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County reverses decision, approves zoning for Pinesburg Quarry expansion

June 07, 2011|By HEATHER KEELS | heather.keels@herald-mail.com

A long-debated zoning overlay that will allow expansion of a Williamsport-area quarry got the green light Tuesday from the Washington County Board of Commissioners.

Four of the five commissioners said they were in favor of approving an "industrial mineral" zoning overlay that will allow Martin Marietta Materials to mine an additional 77 acres west of the current Pinesburg Quarry.

The previous board of county commissioners voted in 2009 to deny the zoning overlay, but a Washington County Circuit Court judge found the board's reasoning was inadequate and ordered the county to reconsider.

The commissioners' consensus Tuesday authorized county legal staff to prepare a "finding of fact" in support of granting the overlay, which the commissioners will be asked to formally approve at a future meeting.

Commissioners President Terry Baker was the only commissioner opposed to granting the zoning overlay Tuesday. Baker said he thought an expansion of mining activity would change the character of the neighborhood.

The Pinesburg Quarry is a limestone quarry between the Potomac River and Clear Spring Road (Md. 68), northwest of Williamsport. Martin Marietta Materials requested the zoning overlay in 2007 as the company prepared to buy additional land west of the quarry. Company officials have said the company does not intend to mine that new area until it exhausts the potential of the existing property in about 15 or 20 years.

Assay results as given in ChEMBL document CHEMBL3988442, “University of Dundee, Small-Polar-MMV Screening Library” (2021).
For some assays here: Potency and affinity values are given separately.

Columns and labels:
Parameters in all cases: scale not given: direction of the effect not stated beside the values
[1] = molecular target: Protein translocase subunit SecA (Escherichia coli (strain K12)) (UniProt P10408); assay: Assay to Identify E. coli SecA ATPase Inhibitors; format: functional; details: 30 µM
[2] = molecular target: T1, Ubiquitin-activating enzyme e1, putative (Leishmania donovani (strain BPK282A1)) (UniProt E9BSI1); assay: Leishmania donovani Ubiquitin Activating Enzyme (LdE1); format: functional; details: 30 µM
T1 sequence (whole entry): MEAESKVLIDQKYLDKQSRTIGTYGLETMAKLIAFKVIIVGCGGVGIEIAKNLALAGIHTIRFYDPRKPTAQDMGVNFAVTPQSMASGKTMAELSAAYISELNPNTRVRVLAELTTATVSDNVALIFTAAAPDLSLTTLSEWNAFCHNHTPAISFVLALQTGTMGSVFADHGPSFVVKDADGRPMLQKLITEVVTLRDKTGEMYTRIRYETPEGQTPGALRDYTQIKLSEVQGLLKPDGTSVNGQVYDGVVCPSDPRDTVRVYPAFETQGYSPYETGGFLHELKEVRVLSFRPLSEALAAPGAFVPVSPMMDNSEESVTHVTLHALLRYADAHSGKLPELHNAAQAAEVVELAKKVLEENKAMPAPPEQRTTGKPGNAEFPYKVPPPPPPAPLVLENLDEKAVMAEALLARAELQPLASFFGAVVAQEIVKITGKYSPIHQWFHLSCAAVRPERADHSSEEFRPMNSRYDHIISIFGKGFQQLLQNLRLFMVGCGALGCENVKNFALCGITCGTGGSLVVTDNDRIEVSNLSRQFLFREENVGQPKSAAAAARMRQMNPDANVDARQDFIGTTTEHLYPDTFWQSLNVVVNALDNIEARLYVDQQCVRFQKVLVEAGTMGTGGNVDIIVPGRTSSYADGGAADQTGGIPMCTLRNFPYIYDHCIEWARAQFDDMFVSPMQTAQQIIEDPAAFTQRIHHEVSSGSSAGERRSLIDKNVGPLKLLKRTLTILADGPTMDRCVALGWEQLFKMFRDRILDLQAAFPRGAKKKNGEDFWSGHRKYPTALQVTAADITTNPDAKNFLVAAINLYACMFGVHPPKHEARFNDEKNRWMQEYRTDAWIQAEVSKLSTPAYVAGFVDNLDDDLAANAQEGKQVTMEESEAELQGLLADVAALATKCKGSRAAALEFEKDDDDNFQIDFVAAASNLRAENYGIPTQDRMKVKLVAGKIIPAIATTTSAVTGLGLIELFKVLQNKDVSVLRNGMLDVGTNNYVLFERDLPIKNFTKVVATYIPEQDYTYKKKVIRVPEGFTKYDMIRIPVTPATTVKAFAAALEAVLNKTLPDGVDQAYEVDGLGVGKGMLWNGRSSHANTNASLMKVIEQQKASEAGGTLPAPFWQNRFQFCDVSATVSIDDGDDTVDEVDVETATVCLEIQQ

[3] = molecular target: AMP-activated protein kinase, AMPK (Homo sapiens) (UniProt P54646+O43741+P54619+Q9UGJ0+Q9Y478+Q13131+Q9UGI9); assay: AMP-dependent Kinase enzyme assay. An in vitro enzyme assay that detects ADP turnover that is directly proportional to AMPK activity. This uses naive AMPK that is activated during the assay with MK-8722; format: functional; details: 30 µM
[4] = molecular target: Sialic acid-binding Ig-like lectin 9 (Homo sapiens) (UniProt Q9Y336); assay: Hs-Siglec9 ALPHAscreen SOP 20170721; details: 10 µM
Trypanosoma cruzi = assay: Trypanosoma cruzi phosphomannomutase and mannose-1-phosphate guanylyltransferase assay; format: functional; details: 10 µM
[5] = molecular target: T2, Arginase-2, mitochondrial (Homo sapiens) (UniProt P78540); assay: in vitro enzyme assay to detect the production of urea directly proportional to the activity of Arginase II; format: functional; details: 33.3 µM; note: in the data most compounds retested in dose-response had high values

Residents near the quarry have protested the expansion, citing concerns about blasting, property values and the potential for problems with their wells.

The county based its 2009 denial on four factors: residents' concerns about adverse impacts, the incompatibility of mining with the increasing residential nature of the area, concerns about the impact of mining on water availability, and concerns about historic structures on the property.

The mining company petitioned for judicial review of that decision.

In a September 2010 opinion, Circuit Judge M. Kenneth Long Jr. said the mining company had sufficiently disproved claims about noise and water-related impacts. Long also noted that the expansion would move mining operations farther away from homes on Bottom Road and said the commissioners had no authority to require preservation of historic structures.

During previous discussions, Martin Marietta Materials agreed to accept a list of conditions for the approval, which included restrictions on blasting, provisions for well protection, regular meetings with nearby residents and a buffer around the new quarry area. The commissioners who supported the approval Tuesday agreed those conditions should be required as terms of the approval.

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